- By 2050, the U.S. will have four times as many people over age 90.
- Spending on physicians and outpatient services will rise steadily until patients reach age 83.
- Home-health and skilled nursing facility spending will likely increase steadily until patients are in their late 90s.
Conventional wisdom holds that the aging of the United States population means more business for physician practices. The reality has been found to be a bit more complicated.
By 2050, the U.S. will have four times as many people over age 90—and three times as many age 80—as it had in 2010. According to the Congressional Budget Office, the aging of America’s population will be the primary driver of spending growth among the country’s major healthcare programs, but it will not necessarily result in more office visits.
How is this possible? As many internists and geriatricians in private practice have noted anecdotally, their oldest patients spend more on healthcare, but not necessarily on outpatient services.
A recent report by the Kaiser Family Foundation provides a national perspective on this trend. This report found that patients (and their insurers) spend more on healthcare as patients age. After a point, however, the dollars stop flowing to physician practices.
The report predicts that across the country, spending on physicians and outpatient services will rise steadily until patients reach age 83 and then gradually decline. In contrast, inpatient spending will rise sharply until patients near age 90 and remain high until this cohort of patients reach their mid-90s, when spending will begin to decline. Home-health and skilled nursing facility spending will likely increase steadily until patients are in their late 90s. Per capita hospice spending is forecast to peak at age 104.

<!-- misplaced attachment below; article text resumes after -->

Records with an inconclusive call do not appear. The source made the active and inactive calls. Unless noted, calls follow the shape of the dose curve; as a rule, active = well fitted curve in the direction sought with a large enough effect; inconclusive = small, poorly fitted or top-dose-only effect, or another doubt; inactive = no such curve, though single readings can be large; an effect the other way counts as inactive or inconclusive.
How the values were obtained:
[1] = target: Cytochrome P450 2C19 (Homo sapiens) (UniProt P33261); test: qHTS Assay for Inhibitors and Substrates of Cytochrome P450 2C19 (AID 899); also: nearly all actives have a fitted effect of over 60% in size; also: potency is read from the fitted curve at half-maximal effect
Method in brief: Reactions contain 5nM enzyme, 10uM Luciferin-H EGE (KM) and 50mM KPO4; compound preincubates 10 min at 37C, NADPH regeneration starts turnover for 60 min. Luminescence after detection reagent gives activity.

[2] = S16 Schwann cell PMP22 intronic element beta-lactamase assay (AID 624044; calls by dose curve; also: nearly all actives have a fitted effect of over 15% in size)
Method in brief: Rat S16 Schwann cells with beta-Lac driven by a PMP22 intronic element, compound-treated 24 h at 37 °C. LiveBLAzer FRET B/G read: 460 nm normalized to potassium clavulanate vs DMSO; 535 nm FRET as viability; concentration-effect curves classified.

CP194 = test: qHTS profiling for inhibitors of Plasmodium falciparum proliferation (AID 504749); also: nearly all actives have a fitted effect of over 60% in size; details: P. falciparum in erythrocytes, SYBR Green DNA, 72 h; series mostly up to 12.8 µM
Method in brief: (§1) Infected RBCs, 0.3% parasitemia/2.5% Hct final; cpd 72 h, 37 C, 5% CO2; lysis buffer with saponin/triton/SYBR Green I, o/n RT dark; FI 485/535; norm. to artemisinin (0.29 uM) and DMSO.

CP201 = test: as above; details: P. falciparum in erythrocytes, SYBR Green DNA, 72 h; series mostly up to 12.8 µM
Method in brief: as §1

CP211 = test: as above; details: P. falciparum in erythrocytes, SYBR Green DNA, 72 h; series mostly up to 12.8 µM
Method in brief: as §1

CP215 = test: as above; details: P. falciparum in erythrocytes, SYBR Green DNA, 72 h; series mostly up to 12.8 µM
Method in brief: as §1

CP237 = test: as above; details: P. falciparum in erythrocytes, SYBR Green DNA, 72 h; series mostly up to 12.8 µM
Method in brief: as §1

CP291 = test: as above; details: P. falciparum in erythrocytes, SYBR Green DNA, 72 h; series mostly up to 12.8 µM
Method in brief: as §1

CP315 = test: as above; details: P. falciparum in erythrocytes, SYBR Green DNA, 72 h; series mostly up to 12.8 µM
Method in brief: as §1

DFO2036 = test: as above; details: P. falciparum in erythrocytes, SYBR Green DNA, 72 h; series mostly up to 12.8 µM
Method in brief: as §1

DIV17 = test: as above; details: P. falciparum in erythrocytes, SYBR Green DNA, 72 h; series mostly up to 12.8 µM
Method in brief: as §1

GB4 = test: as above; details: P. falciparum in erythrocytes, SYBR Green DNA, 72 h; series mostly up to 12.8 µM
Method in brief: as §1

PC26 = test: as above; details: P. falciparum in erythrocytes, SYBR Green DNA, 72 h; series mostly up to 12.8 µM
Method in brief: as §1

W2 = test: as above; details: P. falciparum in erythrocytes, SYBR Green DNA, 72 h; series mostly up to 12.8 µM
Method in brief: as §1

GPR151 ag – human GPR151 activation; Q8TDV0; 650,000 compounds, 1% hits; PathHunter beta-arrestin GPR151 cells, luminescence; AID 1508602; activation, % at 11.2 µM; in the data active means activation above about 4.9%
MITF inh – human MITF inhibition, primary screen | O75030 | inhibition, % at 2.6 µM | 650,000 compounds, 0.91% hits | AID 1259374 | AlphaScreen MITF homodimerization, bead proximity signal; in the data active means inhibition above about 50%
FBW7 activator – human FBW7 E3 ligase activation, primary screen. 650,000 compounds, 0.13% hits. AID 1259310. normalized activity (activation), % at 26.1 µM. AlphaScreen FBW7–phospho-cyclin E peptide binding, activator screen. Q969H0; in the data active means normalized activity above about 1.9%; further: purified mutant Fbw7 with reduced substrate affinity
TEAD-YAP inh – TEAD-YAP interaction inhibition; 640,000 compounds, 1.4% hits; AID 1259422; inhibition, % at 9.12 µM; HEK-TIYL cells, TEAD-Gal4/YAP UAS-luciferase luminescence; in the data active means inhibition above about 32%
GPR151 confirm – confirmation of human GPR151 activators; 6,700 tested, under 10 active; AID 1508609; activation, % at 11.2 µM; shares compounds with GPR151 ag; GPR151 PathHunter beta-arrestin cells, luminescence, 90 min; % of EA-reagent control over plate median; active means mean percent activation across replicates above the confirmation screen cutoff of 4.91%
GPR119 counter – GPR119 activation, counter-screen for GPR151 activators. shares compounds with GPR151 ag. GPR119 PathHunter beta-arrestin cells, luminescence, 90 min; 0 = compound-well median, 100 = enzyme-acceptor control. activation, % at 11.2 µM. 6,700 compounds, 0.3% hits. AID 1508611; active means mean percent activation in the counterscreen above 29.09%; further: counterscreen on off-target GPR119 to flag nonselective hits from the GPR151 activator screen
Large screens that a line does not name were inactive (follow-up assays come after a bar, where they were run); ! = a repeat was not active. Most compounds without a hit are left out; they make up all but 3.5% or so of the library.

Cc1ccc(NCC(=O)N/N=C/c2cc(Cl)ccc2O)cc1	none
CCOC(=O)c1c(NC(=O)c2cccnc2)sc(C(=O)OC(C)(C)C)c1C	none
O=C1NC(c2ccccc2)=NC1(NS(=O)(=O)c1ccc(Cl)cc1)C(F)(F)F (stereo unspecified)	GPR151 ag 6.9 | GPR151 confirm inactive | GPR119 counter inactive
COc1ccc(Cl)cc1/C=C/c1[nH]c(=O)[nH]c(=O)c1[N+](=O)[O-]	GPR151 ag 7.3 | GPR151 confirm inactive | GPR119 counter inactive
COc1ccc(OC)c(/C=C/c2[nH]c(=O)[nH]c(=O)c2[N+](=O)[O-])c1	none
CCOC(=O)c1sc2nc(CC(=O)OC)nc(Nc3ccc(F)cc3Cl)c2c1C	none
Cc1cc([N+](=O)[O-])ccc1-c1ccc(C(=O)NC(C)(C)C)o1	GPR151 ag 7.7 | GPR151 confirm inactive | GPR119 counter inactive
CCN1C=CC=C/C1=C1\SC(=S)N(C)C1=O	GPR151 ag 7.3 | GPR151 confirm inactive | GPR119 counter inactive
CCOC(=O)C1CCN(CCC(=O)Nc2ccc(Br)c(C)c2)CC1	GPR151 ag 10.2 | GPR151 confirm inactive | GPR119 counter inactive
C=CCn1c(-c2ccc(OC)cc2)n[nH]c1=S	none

Clearly, healthcare spending is redirected as patients age, and it stops rising among the oldest patients. Per capita spending by traditional Medicare peaks at age 96 and then declines. This finding was irrespective of whether the high costs associated with end of life care were included in the calculation.
Notably, the per capita spending for those who died during 2011, the year studied, was more than twice as high for beneficiaries aged 70 years ($43,000) than for centenarians ($20,000). Overall, however, the spending gap widened with age, with Medicare spending three times as much per capita on 95 year olds than those age 66.
Figure 1. Medicare per capital spending (2011) on six types of healthcare services, by patient age.
Figure 2. Medicare per capital spending (2009) by patient age.